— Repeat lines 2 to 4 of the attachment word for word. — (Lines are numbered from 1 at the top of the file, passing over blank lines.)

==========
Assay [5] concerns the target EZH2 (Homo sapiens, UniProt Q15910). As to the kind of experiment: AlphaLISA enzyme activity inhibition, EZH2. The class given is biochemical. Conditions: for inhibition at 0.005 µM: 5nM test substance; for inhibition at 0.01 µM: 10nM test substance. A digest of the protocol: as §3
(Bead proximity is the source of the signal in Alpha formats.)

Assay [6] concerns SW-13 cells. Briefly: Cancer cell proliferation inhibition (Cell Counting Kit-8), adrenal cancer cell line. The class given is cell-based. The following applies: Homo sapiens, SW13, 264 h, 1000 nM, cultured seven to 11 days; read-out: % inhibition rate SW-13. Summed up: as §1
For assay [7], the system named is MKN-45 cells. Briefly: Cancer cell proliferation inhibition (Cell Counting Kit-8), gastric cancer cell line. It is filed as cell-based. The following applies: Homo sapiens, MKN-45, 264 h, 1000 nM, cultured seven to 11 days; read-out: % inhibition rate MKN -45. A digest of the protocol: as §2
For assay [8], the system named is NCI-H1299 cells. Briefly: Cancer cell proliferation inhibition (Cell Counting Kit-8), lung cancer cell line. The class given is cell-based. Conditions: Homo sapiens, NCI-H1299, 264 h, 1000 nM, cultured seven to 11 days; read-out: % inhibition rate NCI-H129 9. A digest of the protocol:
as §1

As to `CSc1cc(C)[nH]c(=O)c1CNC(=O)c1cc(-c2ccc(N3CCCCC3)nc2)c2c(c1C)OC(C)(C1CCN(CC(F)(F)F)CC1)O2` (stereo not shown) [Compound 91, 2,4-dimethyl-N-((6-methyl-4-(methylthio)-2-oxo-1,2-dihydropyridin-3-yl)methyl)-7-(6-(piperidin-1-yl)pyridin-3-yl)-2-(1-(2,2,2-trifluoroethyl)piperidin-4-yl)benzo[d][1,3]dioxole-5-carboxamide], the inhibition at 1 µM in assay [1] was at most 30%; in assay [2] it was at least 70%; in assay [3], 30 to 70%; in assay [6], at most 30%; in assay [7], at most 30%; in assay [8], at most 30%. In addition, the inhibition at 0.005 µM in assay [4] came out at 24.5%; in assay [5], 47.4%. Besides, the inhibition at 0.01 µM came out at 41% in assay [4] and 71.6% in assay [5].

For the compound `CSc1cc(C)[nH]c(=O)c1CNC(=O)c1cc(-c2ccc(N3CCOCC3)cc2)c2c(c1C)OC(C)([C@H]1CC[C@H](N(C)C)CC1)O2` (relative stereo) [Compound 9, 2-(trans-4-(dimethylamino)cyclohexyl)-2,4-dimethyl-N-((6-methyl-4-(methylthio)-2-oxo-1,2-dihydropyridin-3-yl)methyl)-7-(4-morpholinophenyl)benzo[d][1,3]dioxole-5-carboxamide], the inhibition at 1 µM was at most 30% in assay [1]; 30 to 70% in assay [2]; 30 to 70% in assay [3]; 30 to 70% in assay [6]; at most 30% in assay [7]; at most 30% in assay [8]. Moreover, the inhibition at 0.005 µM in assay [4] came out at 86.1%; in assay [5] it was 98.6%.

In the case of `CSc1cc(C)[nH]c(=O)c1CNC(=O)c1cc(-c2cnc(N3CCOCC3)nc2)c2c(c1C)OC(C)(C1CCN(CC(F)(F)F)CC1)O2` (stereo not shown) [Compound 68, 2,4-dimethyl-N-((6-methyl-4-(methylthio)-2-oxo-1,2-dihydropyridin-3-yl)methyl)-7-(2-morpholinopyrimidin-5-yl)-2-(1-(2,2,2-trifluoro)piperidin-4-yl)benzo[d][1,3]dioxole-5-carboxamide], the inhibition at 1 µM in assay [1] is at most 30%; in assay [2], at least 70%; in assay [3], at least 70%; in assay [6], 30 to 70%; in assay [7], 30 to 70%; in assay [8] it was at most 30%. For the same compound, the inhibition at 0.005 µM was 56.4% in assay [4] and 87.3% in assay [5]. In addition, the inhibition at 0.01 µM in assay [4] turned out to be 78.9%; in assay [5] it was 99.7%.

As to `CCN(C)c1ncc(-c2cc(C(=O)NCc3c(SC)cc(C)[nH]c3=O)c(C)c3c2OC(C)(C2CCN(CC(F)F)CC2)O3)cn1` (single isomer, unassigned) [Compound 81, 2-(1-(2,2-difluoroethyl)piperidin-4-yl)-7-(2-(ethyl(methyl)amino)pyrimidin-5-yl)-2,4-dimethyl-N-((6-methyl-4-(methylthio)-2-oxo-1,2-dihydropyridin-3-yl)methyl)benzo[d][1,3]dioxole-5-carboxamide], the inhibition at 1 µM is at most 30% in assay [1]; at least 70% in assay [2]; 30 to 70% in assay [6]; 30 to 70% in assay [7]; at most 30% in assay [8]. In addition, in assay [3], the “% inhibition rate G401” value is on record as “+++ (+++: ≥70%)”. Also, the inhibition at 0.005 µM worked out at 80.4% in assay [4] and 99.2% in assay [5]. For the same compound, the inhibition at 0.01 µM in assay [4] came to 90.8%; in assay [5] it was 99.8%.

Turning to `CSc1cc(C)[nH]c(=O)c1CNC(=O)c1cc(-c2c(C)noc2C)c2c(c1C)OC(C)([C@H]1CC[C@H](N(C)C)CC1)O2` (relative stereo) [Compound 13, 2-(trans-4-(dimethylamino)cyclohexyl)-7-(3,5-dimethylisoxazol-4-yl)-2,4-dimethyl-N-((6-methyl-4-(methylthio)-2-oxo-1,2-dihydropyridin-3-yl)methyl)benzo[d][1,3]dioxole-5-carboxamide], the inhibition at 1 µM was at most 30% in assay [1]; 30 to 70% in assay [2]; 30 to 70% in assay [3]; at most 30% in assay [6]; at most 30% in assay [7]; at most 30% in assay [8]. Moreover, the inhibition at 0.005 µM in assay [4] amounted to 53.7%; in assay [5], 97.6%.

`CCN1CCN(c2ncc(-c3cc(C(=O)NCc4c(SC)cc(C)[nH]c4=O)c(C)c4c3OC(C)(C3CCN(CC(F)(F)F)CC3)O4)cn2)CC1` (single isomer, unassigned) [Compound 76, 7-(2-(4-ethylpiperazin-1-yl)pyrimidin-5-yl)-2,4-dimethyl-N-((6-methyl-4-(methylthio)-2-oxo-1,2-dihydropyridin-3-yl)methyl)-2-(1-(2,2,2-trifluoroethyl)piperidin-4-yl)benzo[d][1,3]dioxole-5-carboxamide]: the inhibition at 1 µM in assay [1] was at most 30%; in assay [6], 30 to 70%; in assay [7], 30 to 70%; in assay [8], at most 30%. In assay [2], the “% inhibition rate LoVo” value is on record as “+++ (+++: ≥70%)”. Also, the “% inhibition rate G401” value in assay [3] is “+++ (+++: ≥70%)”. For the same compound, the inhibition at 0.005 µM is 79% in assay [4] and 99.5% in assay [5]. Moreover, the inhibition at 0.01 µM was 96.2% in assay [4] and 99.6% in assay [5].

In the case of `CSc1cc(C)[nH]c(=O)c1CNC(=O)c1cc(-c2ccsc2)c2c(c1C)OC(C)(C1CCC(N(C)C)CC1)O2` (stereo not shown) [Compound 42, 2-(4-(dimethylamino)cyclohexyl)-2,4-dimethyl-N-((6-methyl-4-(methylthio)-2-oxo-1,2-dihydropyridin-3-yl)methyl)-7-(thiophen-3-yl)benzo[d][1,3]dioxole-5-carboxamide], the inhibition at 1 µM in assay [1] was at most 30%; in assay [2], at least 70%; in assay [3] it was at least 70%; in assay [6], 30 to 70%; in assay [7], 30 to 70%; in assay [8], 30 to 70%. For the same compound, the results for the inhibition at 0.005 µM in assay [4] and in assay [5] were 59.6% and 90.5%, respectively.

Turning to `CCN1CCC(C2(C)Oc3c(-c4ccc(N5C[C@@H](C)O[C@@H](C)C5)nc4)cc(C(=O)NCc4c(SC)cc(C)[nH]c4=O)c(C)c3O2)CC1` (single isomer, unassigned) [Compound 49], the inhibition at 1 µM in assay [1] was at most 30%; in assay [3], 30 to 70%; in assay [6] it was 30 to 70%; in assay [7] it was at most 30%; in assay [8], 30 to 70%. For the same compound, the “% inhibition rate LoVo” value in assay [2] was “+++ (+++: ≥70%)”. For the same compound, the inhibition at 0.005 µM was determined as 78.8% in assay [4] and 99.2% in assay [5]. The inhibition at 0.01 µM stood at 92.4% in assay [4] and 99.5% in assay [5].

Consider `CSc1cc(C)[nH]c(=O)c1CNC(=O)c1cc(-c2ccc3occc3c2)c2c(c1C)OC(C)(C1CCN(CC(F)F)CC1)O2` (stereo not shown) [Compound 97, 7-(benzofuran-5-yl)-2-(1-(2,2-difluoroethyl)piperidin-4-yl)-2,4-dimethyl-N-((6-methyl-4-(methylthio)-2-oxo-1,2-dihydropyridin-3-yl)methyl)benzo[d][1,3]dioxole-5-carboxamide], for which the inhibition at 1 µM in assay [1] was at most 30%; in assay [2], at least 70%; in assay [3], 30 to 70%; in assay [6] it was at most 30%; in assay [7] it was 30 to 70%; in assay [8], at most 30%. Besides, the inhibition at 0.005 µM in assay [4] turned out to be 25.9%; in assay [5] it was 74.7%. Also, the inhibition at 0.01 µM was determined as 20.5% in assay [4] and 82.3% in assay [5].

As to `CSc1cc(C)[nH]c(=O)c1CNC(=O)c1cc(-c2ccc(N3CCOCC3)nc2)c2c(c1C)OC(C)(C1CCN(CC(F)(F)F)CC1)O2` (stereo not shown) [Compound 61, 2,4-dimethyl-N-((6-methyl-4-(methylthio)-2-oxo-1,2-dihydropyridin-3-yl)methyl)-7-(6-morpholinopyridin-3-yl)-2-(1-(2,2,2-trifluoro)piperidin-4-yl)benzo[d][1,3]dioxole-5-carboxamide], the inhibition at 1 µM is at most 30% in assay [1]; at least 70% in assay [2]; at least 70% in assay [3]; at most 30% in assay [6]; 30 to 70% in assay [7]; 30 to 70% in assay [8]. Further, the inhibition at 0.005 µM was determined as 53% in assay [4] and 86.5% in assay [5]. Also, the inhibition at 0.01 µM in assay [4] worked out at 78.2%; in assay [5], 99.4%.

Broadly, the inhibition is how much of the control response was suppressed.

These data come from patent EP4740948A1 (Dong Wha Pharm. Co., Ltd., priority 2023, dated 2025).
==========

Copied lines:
(Bead proximity is the source of the signal in Alpha formats.)

Assay [6] concerns SW-13 cells. Briefly: Cancer cell proliferation inhibition (Cell Counting Kit-8), adrenal cancer cell line. The class given is cell-based. The following applies: Homo sapiens, SW13, 264 h, 1000 nM, cultured seven to 11 days; read-out: % inhibition rate SW-13. Summed up: as §1
For assay [7], the system named is MKN-45 cells. Briefly: Cancer cell proliferation inhibition (Cell Counting Kit-8), gastric cancer cell line. It is filed as cell-based. The following applies: Homo sapiens, MKN-45, 264 h, 1000 nM, cultured seven to 11 days; read-out: % inhibition rate MKN -45. A digest of the protocol: as §2